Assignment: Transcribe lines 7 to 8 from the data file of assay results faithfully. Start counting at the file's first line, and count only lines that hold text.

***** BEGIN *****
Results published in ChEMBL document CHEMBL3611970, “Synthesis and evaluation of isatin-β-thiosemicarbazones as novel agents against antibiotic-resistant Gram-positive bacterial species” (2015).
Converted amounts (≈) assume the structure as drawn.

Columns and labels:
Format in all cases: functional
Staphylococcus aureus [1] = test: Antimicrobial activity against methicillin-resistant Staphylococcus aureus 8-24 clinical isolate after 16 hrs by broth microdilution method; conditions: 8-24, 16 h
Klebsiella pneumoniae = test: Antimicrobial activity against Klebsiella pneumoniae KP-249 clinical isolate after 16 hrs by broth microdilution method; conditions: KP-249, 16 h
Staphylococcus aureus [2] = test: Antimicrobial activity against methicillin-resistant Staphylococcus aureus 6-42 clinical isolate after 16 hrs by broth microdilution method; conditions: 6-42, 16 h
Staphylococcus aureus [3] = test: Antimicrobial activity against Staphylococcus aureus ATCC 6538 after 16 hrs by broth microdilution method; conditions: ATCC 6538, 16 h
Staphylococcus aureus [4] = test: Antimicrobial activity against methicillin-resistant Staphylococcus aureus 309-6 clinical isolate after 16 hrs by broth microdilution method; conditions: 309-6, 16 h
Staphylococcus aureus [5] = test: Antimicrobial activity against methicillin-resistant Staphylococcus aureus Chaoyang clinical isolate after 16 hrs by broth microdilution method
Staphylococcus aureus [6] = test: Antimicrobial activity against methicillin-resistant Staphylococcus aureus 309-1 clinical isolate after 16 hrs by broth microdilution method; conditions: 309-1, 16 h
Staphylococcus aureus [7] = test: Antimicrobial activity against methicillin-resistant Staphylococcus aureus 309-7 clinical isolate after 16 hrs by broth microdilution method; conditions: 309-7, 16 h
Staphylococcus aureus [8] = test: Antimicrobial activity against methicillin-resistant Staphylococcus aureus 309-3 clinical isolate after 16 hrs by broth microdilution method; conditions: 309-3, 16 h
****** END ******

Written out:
Staphylococcus aureus [2] = test: Antimicrobial activity against methicillin-resistant Staphylococcus aureus 6-42 clinical isolate after 16 hrs by broth microdilution method; conditions: 6-42, 16 h
Staphylococcus aureus [3] = test: Antimicrobial activity against Staphylococcus aureus ATCC 6538 after 16 hrs by broth microdilution method; conditions: ATCC 6538, 16 h